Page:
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Jigmaze Puzzle

When I ran across this Jigmaze Puzzle in a vintage issue of Games & Puzzles Magazine, I knew it was destined to be one of my Puzzles of the Week.

Jigmaze Puzzle

I found the Jigmaze Puzzle in the May 1976 issue of Games & Puzzle Magazine. One of my hobbies is looking through old puzzle books and magazines in search of new (new to me, at least) puzzles that I can use with my students.

My students prefer puzzles with pieces that they can move around as they solve the puzzle, so this jigmaze puzzle was perfect for them.

jigmaze puzzle

The goal of the Jigmaze Puzzle is to arrange the nine cards into a three-by-three square so that a maze is created. The maze will begin in one corner and end in the opposite corner. T

here will be several loose ends, but no part of the line will be completely detached from the rest. Additionally, no line will go off the edge of the large square.

Jigmaze Puzzle

I recreated the Jigmaze puzzle cards in Microsoft Publisher, and I formatted them in two different sizes: nine cards which print on a single page and jumbo sized cards which print on their own individual pages.

Jigmaze Puzzle

I printed the large cards to add to my puzzle of the week board in my classroom.

Jigmaze Puzzle

I printed the jigmaze cards on regular copy paper, laminated them, cut out the squares, and added magnets to the back of each piece. I use ceramic disc magnets with all of my puzzles. I buy the magnets in bulk from Amazon.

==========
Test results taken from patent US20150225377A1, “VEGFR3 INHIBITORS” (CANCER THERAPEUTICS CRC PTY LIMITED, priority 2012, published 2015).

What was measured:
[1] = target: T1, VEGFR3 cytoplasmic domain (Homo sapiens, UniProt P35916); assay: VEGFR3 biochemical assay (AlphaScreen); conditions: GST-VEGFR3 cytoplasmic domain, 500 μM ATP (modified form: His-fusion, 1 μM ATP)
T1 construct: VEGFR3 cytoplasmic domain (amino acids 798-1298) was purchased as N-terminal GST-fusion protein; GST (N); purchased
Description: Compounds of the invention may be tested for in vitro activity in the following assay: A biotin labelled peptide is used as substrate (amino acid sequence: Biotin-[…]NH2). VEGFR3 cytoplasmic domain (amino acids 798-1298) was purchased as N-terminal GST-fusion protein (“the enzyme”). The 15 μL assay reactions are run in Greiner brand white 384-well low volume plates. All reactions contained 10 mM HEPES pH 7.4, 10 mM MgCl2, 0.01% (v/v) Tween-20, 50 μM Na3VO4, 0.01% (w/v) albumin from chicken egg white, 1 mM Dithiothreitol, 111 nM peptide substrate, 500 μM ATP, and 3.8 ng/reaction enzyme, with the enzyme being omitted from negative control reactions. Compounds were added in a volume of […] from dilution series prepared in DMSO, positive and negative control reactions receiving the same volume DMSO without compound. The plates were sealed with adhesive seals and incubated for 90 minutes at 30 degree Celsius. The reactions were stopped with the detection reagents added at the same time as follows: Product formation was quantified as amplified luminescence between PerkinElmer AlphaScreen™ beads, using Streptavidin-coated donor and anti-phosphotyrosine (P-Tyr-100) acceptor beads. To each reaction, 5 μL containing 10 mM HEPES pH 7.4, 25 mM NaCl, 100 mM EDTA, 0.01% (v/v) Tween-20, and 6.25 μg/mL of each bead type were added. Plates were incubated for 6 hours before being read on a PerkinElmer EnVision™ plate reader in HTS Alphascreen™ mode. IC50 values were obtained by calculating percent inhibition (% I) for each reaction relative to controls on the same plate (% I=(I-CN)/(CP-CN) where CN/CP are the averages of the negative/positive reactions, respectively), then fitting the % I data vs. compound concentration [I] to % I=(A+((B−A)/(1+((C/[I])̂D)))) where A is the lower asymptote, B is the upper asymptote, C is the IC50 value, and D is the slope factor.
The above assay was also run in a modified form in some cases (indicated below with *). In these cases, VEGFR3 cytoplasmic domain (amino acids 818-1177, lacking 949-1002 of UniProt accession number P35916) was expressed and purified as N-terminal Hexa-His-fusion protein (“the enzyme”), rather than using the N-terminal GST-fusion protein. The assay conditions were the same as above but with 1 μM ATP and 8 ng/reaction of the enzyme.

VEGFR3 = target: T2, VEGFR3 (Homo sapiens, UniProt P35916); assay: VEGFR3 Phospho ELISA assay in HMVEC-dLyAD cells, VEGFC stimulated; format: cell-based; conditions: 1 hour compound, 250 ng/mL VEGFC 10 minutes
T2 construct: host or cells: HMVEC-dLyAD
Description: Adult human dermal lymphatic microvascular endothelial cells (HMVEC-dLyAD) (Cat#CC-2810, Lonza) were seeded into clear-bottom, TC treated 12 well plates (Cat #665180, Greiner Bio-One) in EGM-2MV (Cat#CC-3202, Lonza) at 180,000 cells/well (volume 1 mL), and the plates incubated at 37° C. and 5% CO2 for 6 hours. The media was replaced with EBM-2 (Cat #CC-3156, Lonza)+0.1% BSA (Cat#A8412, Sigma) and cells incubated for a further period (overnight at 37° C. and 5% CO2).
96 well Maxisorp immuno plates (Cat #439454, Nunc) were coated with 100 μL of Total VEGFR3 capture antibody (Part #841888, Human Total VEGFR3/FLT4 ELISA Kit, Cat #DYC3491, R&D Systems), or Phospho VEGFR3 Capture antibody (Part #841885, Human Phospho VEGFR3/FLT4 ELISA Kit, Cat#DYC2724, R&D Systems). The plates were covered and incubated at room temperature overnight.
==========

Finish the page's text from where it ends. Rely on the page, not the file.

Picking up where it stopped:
They are reasonably priced and strong enough to hold things up without them sliding down the dry erase board. I’ve used almost 400 of these magnets in the past year or so.

Jigmaze Puzzle

The magazine claims that there is only one solution to this puzzle (ignoring rotations of the given solution.) One of my students found what appeared to be another solution, but I’m thinking now that he must have misinterpreted the line of instructions which reads “the maze will begin in one corner and end in the opposite corner.”

To be honest, I’m not even entirely sure what that means. Does opposite refer to diagonally opposite? Or opposite as directly across from?

I’m not too worried about it. I think as long as students can create a valid maze that doesn’t have disconnected pieces/lines going off the edge that I will count it as a solution.

Puzzle Solutions

I intentionally do not share solutions to the puzzles I feature on my website because I strive to provide learning experiences for my students that are not google-able. I would like other teachers to be able to use these puzzles in their classrooms as well without the solutions being easily found on the Internet.

However, I do recognize that us teachers are busy people and sometimes need to quickly reference an answer key to see if a student has solved a puzzle correctly or to see if they have interpreted the instructions properly.

If you are a teacher who is using these puzzles in your classroom, please send me an email at with information about what you teach and where you teach. I will be happy to forward an answer key to you.


Wednesday 5th of October 2022

I've had 3 classes working on this. Can I please have a copy of the solution? Thanks so much!


Monday 15th of August 2022

I am struggling on this one. Can I get the solution?


Saturday 13th of August 2022

This is a cool puzzle and I feel like maybe I solved it? I think I for sure know the middle piece but in the end it doesn't seem quite right. Can you send me the answer?


Wednesday 18th of May 2022

Would you mind sending me the solution? Thanks!


Friday 4th of March 2022

My students have been working on this puzzle all week. A few have gotten close but not there yet.